Karl König, Peter Roth and Thomas Weihs along with their friends Hans Schauder and Ernst Lehrs were somewhat luckier, in that they were interned on the Isle of Man. It was there that they reconnected with many friends and associates from Austria and Germany in the medical and scientific fields, as well as those of the arts and could continue to learn and grow while they waited for repatriation to mainland UK. A ‘university’ of sorts; in a place of incarceration. 

    The present day challenge described was coping with the Coronavirus pandemic. As the pandemic started to take hold in Scotland, CSA began to make major changes to its provision in order to ensure the safety of children and young people.

    As lockdown loomed on the horizon the first steps towards safe isolation bubbles began to emerge. Day pupils and students had separate programmes to residents and the footfall into residential houses was reduced as much as possible. Staff were offered the option to live on site to decrease the movements of people on and off site and each house became a separate entity with their own programmes. Across the estates social distancing was now observed and personal protective equipment (PPE) became part of daily life.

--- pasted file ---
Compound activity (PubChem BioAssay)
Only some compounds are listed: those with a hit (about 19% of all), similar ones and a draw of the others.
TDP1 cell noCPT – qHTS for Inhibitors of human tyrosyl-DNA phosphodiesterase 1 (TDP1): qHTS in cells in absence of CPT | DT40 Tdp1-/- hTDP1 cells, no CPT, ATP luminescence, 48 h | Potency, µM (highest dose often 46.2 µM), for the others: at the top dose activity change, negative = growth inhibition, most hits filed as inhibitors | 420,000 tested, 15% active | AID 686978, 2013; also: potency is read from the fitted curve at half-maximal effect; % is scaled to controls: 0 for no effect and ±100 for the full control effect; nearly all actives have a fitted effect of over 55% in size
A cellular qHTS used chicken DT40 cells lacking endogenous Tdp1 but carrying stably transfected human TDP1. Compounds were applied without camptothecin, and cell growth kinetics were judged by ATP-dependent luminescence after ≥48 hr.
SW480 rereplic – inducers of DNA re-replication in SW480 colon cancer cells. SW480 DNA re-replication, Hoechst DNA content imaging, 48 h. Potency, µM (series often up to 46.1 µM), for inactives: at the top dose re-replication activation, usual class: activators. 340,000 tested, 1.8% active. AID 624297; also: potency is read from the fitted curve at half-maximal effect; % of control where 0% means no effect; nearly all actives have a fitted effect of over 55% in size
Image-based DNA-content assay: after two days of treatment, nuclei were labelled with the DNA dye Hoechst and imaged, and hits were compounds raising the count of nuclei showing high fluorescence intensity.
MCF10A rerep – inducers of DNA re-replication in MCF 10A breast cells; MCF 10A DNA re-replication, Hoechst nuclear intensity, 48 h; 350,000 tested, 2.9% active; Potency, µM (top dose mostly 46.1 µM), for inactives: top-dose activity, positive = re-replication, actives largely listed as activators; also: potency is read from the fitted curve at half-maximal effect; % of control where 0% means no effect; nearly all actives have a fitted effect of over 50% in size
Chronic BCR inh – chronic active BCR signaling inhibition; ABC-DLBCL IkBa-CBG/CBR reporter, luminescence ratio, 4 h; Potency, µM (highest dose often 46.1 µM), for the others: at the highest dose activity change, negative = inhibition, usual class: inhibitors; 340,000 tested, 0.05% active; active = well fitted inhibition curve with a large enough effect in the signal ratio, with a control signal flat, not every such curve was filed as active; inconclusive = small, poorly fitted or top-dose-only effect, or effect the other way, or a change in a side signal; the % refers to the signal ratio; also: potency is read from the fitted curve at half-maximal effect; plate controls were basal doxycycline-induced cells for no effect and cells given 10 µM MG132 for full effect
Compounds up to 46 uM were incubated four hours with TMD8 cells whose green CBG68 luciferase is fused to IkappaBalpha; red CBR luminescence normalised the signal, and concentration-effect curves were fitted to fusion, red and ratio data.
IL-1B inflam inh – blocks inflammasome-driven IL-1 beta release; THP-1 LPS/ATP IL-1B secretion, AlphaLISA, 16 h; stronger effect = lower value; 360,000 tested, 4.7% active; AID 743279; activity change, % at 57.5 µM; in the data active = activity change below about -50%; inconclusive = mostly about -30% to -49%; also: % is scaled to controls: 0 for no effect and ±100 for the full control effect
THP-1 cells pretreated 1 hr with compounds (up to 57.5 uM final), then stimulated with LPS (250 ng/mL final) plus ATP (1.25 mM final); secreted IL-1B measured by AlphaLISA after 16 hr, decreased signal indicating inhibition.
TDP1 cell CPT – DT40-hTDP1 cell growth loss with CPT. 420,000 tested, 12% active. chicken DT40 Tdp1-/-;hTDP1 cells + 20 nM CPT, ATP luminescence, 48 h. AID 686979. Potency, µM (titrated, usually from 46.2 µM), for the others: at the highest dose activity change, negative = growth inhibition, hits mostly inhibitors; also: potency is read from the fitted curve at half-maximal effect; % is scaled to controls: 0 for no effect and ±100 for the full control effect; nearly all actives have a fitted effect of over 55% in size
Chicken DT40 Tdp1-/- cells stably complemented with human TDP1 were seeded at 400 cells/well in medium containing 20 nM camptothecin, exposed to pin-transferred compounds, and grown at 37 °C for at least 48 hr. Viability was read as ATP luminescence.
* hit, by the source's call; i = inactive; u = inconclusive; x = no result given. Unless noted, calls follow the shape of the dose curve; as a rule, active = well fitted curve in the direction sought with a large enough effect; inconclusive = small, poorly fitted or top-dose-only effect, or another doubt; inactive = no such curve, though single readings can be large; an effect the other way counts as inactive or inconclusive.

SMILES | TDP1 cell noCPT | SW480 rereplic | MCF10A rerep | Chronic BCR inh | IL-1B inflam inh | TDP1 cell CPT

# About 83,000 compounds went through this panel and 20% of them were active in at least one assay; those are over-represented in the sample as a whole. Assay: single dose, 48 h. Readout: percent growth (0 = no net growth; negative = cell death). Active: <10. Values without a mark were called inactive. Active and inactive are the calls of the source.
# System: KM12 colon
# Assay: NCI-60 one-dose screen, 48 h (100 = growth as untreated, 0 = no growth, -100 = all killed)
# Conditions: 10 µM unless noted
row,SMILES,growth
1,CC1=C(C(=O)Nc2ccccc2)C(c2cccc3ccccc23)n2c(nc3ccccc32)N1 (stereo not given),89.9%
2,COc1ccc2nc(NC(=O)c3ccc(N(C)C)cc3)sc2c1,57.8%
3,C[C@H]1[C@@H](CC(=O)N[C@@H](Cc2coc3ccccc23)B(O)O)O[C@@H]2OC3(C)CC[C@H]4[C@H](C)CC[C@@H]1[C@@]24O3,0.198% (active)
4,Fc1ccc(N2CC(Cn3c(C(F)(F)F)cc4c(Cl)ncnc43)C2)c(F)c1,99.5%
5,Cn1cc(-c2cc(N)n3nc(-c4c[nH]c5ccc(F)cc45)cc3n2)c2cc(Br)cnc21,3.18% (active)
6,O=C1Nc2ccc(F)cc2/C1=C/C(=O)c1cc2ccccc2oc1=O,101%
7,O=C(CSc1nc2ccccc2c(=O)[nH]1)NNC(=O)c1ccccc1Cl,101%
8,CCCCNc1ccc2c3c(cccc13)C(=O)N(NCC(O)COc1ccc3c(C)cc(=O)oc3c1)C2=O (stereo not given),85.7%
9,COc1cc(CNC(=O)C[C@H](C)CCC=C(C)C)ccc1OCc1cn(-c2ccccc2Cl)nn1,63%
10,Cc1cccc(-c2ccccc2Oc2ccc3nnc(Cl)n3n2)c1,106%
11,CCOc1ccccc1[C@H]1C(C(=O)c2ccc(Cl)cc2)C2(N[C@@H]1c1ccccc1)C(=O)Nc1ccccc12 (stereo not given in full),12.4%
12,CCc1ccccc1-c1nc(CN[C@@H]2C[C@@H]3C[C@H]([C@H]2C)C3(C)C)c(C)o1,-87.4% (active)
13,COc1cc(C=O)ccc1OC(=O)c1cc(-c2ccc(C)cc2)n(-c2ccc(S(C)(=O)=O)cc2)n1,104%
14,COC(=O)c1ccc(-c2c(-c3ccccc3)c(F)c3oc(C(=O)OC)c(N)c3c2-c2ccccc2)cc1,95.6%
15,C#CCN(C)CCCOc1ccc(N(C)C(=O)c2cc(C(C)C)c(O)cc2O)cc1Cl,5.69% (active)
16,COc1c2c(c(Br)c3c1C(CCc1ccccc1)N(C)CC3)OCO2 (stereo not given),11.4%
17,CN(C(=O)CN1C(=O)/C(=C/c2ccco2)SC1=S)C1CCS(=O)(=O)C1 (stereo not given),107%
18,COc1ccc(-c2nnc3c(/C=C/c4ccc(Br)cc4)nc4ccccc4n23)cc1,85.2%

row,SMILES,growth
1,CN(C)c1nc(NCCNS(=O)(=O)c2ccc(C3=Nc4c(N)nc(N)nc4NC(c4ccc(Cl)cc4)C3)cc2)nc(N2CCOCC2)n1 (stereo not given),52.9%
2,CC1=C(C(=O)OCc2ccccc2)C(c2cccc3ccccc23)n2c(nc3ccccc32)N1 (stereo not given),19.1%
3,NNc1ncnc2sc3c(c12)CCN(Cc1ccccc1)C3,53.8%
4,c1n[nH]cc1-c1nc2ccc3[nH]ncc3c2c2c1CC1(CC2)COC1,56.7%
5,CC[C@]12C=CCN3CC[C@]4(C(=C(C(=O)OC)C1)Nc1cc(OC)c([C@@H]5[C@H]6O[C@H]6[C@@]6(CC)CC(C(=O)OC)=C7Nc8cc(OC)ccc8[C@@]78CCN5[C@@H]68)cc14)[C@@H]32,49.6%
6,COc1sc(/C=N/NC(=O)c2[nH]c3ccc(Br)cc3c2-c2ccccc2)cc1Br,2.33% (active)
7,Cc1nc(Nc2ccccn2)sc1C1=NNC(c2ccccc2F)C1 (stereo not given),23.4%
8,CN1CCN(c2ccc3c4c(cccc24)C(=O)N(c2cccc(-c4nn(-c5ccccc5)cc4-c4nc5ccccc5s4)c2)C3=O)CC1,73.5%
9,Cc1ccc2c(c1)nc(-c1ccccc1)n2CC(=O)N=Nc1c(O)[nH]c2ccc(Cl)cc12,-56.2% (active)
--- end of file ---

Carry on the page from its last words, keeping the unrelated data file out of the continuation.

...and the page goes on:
One of the most significant changes was that children and young people that would usually go home regularly were no longer able to do so. Many have stayed at CSA and a few went home to stay with their families. This has meant that many have had to get used to seeing friends and family in a new way; via video calling and to experience what CSA is like on the weekends and during the holidays.